Dean Obeidallah says an Oklahoma state representative's hateful remarks were rightfully condemned by religious leaders..
updated 3:22 PM EDT, Fri September 19, 2014
No matter how much planning has gone into U.S. military plans to counter the Islamic State in Iraq and Syria, the Arab public isn't convinced that anything will change, says Geneive Abdo
updated 11:44 AM EDT, Fri September 19, 2014
President Obama's strategy for destroying ISIS seems to depend on a volley of air strikes. That won't be enough, says Haider Mullick.
updated 9:03 AM EDT, Fri September 19, 2014
Paul Begala says Hillary Clinton has plenty of good reasons not to jump into the 2016 race now
updated 11:01 AM EDT, Fri September 19, 2014
Scotland decided to trust its 16-year-olds to vote in the biggest question in its history. Americans, in contrast, don't even trust theirs to help pick the county sheriff. Who's right?
updated 9:57 PM EDT, Thu September 18, 2014
Ruben Navarrette says spanking is an acceptable form of disciplining a child, as long as you follow the rules.
updated 11:47 AM EDT, Fri September 19, 2014
Frida Ghitis says the foiled Australian plot shows ISIS is working diligently to taunt the U.S. and its allies.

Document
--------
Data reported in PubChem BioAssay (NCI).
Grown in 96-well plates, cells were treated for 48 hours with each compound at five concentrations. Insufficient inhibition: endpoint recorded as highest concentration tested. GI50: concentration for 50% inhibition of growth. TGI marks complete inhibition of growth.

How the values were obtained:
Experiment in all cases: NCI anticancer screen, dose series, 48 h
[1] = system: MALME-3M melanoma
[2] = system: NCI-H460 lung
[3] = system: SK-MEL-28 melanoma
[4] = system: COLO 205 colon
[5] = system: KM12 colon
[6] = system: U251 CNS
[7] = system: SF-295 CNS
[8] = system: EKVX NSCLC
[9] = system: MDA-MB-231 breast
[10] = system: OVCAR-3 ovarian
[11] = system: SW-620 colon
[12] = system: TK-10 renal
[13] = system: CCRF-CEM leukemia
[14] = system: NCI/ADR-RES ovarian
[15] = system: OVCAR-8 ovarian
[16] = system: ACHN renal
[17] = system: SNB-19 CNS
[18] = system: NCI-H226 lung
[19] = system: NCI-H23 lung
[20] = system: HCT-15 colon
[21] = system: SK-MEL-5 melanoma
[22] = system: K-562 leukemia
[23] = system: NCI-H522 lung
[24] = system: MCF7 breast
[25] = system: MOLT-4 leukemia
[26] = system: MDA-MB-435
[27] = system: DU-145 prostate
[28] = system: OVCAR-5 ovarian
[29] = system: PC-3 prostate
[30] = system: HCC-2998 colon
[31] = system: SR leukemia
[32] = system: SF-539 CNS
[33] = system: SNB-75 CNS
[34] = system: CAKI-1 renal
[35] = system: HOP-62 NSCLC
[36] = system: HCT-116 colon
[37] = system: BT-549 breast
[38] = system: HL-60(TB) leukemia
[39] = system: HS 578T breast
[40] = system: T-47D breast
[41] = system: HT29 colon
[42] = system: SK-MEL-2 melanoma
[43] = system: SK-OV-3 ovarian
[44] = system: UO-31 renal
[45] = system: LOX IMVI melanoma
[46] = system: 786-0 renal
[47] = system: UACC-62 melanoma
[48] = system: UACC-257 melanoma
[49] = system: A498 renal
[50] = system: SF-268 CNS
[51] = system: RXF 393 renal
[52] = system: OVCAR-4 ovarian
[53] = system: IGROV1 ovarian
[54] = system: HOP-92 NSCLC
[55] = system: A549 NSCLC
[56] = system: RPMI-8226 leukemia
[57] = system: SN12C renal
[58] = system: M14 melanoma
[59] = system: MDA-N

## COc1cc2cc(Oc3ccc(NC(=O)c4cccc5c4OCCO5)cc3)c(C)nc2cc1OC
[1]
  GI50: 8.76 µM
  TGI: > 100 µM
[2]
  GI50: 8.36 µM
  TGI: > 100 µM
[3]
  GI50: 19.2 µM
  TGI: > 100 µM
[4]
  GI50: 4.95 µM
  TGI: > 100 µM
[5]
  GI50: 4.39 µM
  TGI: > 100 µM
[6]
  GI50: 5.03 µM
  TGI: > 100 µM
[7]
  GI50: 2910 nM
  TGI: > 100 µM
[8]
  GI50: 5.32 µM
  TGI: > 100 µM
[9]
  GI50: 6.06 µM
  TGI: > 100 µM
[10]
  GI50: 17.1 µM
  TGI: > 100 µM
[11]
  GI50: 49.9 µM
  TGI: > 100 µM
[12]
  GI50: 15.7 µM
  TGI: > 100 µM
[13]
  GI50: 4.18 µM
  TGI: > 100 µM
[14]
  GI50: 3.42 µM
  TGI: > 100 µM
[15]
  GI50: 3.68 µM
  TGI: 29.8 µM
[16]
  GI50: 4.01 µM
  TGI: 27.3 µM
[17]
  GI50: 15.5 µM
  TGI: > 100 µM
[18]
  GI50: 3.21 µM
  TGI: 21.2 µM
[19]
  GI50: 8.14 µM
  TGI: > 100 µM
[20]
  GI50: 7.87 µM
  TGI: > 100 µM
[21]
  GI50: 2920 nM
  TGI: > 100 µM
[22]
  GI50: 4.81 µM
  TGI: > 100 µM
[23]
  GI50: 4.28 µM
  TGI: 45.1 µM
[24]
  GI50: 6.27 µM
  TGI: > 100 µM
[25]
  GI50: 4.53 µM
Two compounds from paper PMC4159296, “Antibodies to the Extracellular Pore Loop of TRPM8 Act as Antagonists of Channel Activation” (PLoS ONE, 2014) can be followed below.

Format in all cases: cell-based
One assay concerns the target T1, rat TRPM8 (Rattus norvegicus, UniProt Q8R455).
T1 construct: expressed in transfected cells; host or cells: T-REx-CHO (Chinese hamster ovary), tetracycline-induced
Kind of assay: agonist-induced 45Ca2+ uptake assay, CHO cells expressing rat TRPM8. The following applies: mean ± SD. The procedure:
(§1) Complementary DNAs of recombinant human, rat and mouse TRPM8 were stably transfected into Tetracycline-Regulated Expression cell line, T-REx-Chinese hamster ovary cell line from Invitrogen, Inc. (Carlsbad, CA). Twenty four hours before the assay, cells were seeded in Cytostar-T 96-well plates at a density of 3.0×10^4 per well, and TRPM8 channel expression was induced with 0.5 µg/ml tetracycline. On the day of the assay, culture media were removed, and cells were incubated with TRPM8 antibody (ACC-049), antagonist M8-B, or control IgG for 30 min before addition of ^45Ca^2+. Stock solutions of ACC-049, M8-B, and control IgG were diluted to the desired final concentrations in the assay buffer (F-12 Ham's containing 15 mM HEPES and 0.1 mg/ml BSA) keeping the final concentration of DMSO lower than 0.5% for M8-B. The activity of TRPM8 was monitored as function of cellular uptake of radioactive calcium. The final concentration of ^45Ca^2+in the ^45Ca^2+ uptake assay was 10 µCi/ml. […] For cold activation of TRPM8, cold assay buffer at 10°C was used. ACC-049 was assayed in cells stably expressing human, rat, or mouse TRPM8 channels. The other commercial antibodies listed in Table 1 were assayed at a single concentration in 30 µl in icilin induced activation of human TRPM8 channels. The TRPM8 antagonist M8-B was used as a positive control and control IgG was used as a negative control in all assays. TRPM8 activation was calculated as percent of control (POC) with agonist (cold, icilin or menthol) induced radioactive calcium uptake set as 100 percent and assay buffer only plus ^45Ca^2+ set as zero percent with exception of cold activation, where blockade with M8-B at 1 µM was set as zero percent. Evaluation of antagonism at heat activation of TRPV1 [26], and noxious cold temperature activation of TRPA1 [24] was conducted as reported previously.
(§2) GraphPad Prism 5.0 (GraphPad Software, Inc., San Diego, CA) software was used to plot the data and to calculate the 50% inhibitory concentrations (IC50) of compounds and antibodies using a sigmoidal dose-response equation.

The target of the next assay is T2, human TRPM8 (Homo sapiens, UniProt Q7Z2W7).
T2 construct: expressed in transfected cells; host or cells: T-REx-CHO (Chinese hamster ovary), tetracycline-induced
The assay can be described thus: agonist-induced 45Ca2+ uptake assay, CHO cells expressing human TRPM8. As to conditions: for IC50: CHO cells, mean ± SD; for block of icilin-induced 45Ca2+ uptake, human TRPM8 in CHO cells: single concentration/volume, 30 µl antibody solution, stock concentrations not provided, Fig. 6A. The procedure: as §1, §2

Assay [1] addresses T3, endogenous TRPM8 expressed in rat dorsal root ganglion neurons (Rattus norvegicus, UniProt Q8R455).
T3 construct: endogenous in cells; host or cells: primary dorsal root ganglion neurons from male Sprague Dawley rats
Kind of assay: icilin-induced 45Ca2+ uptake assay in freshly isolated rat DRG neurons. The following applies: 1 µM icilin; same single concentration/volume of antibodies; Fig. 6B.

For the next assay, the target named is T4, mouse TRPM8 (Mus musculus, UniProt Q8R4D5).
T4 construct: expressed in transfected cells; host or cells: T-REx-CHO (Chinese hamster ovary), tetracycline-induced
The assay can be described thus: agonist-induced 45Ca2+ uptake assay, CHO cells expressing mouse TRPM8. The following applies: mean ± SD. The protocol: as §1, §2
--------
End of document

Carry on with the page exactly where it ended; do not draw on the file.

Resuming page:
updated 3:58 PM EDT, Fri September 19, 2014
Young U.S. voters by and large just do not see the midterm elections offering legitimate choices because, in their eyes, Congress has proven to be largely ineffectual, and worse uncaring, argues John Della Volpe
updated 9:58 PM EDT, Thu September 18, 2014
Steven Holmes says spanking, a practice that is ingrained in our culture, accomplishes nothing positive and causes harm.
updated 2:31 PM EDT, Thu September 18, 2014
Sally Kohn says America tried "Cowboy Adventurism" as a foreign policy strategy; it failed. So why try it again?
updated 10:27 AM EDT, Thu September 18, 2014
Van Jones says the video of John Crawford III, who was shot by a police officer in Walmart, should be released.
updated 10:48 AM EDT, Thu September 18, 2014
NASA will need to embrace new entrants and promote a lot more competition in future, argues Newt Gingrich.
updated 7:15 PM EDT, Tue September 16, 2014
If U.S. wants to see real change in Iraq and Syria, it will have to empower moderate forces, says Fouad Siniora.
updated 8:34 PM EDT, Wed September 17, 2014
Mark O'Mara says there are basic rules to follow when interacting with law enforcement: respect their authority.
updated 9:05 AM EDT, Tue September 16, 2014
LZ Granderson says Congress has rebuked the NFL on domestic violence issue, but why not a federal judge?
updated 7:49 AM EDT, Tue September 16, 2014
Mel Robbins says the only person you can legally hit in the United States is a child. That's wrong.
updated 1:23 PM EDT, Mon September 15, 2014
Eric Liu says seeing many friends fight so hard for same-sex marriage rights made him appreciate marriage.
ADVERTISEMENT
ADVERTISEMENT
ADVERTISEMENT
ADVERTISEMENT